If you read last week’s post then you know I’m doing a series over the next few months to use storytelling as a way to teach influence. If you missed it, take a moment to read it so you have context for the continuation below.
Coach’s First Lesson – Liking
True to his word, Coach was sitting at the same table the following week when Pat walked into the coffee shop. With book in hand, she enthusiastically waved to him as she walked to the counter to place her order.
She sat down and, after a few pleasantries, true to form, Coach said, “We have a lot of ground to cover. What do you say we get going?”
Pat replied, “Absolutely Coach!”
He began, “Pat, in order to create a successful team, you need to care about the people you lead, and they need to care about each other. The foundation has to be a strong relationship. It was apparent to me from the start of your senior season that there wasn’t a deep connection between the players, but it was my job to help foster that. There were two principles in the book that helped me build a strong relationship with that team.
Pat said, “I started looking over the book and I’m a little familiar with the different principles but I’m not sure which ones you used.”
Coach replied, “The principles of liking and reciprocity. The principle of liking tells us it’s easier for people to say yes to those they know and like. That means it’s critically important that your players like you but more importantly, that they know you like and care for them.”
Pointing to his head he went on, “Everybody understands this, but few people know how to thoughtfully apply it. I’ll tell you three things that I did. First, I made sure to learn as much about each player as I could so I could connect with all of you on things we had in common. It’s very natural for us to like people we see as similar to ourselves. Next, I made sure to let each of you know things about one another that might get you talking outside of the gym. I did this so you could foster better relationships between yourselves.”
Pat remarked, “So that’s why you told me about Jane’s Boxer pup?”
“Exactly. Because you grew up with a Boxer, I knew you two would bond over that,” he said with a grin.
Taking a sip of his coffee he went on, “The second thing around liking that I put into play was to pay genuine compliments and encourage all of you to do the same.”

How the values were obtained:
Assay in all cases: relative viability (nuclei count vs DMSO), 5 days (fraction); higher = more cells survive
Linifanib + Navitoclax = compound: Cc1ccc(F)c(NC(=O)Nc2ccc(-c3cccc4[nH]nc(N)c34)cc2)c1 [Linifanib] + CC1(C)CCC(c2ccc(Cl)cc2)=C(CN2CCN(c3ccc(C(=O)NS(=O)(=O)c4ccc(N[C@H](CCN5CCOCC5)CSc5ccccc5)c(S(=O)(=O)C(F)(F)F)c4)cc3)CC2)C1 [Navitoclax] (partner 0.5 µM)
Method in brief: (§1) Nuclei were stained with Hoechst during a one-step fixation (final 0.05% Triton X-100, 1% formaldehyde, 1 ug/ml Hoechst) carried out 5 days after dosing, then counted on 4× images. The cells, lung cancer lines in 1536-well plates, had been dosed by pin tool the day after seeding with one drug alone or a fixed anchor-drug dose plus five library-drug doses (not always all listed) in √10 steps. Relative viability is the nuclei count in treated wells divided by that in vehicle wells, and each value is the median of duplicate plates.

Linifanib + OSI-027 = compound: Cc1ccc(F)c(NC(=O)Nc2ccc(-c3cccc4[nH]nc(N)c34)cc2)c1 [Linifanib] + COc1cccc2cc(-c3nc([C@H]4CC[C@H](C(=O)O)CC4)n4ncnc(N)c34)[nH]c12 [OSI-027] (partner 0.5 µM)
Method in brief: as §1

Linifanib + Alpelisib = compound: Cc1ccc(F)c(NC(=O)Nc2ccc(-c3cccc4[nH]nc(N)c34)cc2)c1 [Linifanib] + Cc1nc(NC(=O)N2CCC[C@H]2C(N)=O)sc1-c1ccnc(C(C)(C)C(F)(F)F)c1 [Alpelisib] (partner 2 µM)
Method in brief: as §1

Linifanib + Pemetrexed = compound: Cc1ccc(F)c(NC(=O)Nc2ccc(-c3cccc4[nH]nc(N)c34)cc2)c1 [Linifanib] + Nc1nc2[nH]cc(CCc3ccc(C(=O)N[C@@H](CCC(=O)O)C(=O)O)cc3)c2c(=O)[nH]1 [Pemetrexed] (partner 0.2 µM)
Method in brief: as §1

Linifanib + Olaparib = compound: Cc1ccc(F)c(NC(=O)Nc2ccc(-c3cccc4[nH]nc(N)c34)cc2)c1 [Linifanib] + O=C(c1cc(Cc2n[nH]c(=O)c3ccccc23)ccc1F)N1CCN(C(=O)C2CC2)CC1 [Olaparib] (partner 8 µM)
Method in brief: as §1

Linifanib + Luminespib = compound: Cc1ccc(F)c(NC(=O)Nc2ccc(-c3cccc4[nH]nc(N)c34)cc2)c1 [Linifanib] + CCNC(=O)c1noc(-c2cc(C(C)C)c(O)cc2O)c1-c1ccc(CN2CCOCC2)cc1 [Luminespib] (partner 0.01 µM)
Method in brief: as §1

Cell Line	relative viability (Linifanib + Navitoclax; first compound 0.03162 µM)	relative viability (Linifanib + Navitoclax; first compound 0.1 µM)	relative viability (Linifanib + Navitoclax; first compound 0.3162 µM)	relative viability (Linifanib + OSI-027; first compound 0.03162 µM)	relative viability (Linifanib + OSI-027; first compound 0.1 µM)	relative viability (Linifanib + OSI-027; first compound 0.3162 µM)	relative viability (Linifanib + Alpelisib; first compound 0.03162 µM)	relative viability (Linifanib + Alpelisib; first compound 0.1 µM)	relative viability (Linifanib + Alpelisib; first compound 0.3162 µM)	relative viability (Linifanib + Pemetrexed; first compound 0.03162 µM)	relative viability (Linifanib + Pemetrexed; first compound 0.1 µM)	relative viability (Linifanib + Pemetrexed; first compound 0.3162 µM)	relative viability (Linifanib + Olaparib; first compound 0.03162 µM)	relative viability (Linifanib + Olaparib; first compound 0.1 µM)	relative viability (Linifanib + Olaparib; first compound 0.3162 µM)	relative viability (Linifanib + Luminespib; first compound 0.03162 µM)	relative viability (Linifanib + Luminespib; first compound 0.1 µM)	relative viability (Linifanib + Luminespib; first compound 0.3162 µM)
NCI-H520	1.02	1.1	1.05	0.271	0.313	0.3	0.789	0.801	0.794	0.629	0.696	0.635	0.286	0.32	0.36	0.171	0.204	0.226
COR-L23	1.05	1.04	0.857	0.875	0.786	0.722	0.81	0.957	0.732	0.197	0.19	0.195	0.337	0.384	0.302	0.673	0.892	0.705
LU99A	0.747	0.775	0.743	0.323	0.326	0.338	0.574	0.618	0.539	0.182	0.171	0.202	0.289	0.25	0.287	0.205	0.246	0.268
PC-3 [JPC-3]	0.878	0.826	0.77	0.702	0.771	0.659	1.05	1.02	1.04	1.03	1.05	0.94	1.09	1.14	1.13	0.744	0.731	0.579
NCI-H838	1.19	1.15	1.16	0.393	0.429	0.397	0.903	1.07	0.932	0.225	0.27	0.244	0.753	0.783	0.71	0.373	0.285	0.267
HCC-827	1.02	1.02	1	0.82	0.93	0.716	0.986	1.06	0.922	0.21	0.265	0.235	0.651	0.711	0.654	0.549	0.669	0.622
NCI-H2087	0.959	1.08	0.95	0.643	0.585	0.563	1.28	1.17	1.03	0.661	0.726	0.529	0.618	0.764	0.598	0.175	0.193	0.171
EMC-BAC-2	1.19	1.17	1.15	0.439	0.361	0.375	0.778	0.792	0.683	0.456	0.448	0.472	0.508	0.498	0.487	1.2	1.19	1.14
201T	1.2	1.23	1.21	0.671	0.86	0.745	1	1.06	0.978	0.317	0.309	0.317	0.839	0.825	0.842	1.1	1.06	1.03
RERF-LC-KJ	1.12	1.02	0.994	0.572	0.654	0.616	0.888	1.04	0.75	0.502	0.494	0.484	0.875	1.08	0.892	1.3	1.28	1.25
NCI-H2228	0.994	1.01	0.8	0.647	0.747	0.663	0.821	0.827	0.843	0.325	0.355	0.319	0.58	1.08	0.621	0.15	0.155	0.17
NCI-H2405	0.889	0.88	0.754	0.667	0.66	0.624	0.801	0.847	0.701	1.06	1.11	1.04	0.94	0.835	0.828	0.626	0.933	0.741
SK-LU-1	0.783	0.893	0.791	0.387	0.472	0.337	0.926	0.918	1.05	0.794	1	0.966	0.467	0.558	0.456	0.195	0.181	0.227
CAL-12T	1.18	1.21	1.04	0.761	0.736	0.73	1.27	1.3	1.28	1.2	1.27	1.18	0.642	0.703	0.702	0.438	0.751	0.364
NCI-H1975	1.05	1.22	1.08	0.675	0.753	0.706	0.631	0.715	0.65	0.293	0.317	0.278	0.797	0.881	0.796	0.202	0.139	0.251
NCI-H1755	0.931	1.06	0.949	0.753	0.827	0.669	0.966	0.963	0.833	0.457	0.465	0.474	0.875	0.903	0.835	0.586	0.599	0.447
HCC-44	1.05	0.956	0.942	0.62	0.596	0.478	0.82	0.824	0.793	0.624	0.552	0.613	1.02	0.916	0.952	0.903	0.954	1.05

Pat said, “You did have a knack for looking for the best in people.”
Coach said, “I always felt like I was that kind of person, but I became more intentional about it after I realized paying compliments was another way of getting people to like each other. It didn’t just get you to like me, it was working on me because, the more I looked for the good in all of you, the more I liked and cared for you.”
He went on, “The third thing I did around liking was to put people in situations where they had to cooperate in order to succeed. You may recall that quite often I put players who clearly didn’t seem to like each other together in certain drills. I made it a point not to put them in drills where they had to compete against each other because that would have only heightened their competitive nature against one another. Instead, I put them in situations where they had to consciously work together. When you work together successfully, you’re more apt to acknowledge the contributions of the other person and liking naturally occurs. Is this making sense?”
Pat was busy taking notes but paused and said, “It makes total sense. It brings back memories about how you were implementing it throughout the season. And you’re right, the further we got into the season the more we sensed you truly cared for us. And I can recall times where some of the players who didn’t get along early on started coming together. We had no idea it was orchestrated by you.”
Coach took the final sip of his coffee and told Pat, “Basketball is about more than Xs and Os, and so is leading your team. Let’s stop here today because I’ve given you a lot to think about and put into practice over the next week. Remember; connect on what you have in common, pay compliments when warranted, and look for ways to get people to work together cooperatively. When we get together next week I’ll let you know how the other principle, reciprocity, also helped us build a more cohesive team.”
Unable to conceal her enthusiasm Pat said, “Thank you so much Coach! I feel like I did when I played for you. I’m excited for the next game.”
Tune in next week to see how Pat puts her learning into practice with her team.
- And Now for Something Completely Different
- Coach’s Lesson on Liking
- Game Time for Pat
- Coach’s Lesson on Reciprocity
- Tis Better to Give
- A Lesson on Peer Pressure
- Putting Peer Pressure to Work at Work
- A Trusted Expert
- Becoming a Respected Leader
- Ask, Don’t Tell if You Want Commitment
- Less Directive
- Wins and Losses
- Don’t be a Downer
- Pay it Forward
Brian Ahearn, CPCU, CTM, CPT, CMCT
Brian Ahearn is the Chief Influence Officer at Influence PEOPLE. An author, TEDx speaker, international trainer, coach, and consultant, he’s one of only a dozen people in the world personally trained by Robert Cialdini, Ph.D., the most cited living social psychologist on the science of ethical influence.
Brian’s first book, Influence PEOPLE, was named one of the 100 Best Influence Books of All Time by BookAuthority. His follow-up, Persuasive Selling for Relationship Driven Insurance Agents, was an Amazon new release bestseller. His new book, The Influencer: Secrets to Success and Happiness, is a business parable.
Brian’s LinkedIn courses on persuasive selling and coaching have been viewed by more than 400,000 people around the world.